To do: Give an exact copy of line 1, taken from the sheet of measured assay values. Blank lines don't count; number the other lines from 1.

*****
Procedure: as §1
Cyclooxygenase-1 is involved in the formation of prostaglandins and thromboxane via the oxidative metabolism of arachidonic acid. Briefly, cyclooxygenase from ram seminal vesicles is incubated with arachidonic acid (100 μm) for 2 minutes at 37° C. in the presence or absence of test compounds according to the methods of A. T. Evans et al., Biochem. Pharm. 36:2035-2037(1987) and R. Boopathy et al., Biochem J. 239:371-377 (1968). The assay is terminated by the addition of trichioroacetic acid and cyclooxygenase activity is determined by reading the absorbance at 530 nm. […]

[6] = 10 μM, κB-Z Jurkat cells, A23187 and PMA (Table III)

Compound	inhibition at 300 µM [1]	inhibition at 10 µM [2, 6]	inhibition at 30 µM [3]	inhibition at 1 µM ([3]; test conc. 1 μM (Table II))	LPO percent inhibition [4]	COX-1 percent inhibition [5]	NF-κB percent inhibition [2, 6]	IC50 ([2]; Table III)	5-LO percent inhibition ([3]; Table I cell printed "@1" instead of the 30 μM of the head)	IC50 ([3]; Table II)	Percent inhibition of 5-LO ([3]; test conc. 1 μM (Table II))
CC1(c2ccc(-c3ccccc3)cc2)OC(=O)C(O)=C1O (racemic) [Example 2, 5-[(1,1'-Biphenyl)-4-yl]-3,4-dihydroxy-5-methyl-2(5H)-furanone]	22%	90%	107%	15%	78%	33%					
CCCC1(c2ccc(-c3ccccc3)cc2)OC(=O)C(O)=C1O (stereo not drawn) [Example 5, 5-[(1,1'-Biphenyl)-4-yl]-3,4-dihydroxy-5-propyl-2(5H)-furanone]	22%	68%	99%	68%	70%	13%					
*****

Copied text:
Procedure: as §1